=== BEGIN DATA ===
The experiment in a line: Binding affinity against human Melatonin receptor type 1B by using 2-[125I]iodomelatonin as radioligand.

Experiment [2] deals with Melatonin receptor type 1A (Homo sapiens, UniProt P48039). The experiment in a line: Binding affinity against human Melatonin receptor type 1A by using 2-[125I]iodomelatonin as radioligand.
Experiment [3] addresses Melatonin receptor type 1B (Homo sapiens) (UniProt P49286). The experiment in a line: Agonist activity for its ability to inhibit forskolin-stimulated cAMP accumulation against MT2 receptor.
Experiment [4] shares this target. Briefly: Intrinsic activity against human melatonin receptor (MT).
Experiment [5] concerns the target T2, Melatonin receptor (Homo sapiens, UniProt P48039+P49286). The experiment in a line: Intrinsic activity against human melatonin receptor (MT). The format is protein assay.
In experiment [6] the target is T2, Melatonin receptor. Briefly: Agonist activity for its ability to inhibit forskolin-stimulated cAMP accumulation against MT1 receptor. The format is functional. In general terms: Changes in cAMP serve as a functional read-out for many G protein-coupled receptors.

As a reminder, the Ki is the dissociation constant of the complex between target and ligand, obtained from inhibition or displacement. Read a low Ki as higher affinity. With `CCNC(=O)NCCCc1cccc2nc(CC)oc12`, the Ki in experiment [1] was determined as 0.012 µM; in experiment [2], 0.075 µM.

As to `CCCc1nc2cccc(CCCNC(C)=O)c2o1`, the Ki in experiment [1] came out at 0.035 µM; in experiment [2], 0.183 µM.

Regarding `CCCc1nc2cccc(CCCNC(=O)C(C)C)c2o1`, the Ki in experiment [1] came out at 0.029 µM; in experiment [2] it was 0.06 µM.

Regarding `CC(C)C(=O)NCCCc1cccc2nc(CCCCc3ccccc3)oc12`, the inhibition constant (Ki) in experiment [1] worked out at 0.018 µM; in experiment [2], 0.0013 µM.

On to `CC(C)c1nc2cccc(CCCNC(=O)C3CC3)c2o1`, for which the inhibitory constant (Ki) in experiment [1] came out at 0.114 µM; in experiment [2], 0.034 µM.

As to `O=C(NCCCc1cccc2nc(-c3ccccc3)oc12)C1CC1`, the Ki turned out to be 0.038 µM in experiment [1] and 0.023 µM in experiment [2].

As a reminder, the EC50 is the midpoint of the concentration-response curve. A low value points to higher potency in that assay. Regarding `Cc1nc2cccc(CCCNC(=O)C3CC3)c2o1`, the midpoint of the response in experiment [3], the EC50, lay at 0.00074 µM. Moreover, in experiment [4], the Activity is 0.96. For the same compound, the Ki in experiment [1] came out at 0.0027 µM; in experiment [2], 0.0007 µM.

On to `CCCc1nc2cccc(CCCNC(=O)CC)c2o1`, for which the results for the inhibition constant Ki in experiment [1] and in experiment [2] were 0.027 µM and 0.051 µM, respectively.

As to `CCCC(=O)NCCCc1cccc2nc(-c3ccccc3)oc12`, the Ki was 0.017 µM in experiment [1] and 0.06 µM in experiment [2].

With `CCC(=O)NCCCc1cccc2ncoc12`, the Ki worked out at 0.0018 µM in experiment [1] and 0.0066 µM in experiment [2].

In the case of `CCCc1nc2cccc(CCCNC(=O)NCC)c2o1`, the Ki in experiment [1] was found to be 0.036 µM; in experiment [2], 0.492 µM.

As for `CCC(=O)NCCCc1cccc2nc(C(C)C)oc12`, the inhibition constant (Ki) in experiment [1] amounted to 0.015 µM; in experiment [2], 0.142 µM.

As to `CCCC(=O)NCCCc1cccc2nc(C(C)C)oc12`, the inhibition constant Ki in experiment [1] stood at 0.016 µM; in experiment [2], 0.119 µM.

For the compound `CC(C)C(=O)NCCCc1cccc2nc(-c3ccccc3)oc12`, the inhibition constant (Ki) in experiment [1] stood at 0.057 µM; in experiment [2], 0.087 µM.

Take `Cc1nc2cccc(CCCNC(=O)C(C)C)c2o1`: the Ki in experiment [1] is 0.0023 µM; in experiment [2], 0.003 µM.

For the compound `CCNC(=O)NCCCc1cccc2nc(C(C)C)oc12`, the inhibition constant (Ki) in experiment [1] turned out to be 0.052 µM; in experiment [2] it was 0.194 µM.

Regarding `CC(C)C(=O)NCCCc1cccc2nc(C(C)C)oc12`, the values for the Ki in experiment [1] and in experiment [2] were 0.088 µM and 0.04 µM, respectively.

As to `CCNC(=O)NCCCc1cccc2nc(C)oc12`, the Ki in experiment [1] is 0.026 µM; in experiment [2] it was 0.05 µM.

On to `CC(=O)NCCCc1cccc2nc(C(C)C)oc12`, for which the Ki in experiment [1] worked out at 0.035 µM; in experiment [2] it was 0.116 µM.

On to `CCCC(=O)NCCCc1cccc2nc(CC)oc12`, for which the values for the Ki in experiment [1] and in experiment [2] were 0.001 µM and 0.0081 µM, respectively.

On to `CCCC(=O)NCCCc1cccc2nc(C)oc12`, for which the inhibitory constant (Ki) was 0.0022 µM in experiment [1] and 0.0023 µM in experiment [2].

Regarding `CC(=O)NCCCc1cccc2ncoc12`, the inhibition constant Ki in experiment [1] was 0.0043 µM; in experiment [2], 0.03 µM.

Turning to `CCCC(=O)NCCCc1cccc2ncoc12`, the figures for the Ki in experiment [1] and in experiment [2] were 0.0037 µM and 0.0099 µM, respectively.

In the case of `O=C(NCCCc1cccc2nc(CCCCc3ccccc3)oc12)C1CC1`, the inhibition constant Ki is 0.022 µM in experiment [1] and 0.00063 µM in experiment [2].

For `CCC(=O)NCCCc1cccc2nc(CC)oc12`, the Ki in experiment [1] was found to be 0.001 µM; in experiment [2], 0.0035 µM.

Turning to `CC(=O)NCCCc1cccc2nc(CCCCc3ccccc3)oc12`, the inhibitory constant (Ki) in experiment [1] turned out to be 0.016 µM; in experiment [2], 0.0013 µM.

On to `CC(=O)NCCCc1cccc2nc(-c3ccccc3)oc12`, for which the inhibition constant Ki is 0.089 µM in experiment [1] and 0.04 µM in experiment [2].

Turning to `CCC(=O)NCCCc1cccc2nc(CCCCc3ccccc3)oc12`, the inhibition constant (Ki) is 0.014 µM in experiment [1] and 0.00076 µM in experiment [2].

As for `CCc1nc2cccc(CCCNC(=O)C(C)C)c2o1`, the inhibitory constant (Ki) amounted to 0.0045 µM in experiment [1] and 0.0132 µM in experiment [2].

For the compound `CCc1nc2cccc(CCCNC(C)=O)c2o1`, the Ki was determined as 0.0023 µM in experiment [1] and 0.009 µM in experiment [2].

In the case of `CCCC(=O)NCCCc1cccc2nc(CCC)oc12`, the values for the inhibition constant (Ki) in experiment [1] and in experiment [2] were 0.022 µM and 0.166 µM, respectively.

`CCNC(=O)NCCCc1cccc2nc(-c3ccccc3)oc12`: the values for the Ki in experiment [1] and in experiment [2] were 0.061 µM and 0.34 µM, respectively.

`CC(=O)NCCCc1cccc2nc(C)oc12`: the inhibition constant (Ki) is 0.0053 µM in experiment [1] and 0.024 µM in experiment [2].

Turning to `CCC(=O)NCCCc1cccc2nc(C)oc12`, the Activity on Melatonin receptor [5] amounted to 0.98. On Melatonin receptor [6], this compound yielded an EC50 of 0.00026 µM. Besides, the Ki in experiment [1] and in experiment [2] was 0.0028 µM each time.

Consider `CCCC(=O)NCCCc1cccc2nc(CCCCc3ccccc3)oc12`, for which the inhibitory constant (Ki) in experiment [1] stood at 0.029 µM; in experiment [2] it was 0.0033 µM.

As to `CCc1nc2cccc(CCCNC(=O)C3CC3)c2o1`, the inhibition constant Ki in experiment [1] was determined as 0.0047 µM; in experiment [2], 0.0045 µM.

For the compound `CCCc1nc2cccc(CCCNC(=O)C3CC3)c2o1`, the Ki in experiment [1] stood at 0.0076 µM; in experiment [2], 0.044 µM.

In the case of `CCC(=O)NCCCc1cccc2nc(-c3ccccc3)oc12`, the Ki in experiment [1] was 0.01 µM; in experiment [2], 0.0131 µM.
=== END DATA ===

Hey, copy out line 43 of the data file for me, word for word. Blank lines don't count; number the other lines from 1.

For the compound `CCCc1nc2cccc(CCCNC(=O)C3CC3)c2o1`, the Ki in experiment [1] stood at 0.0076 µM; in experiment [2], 0.044 µM.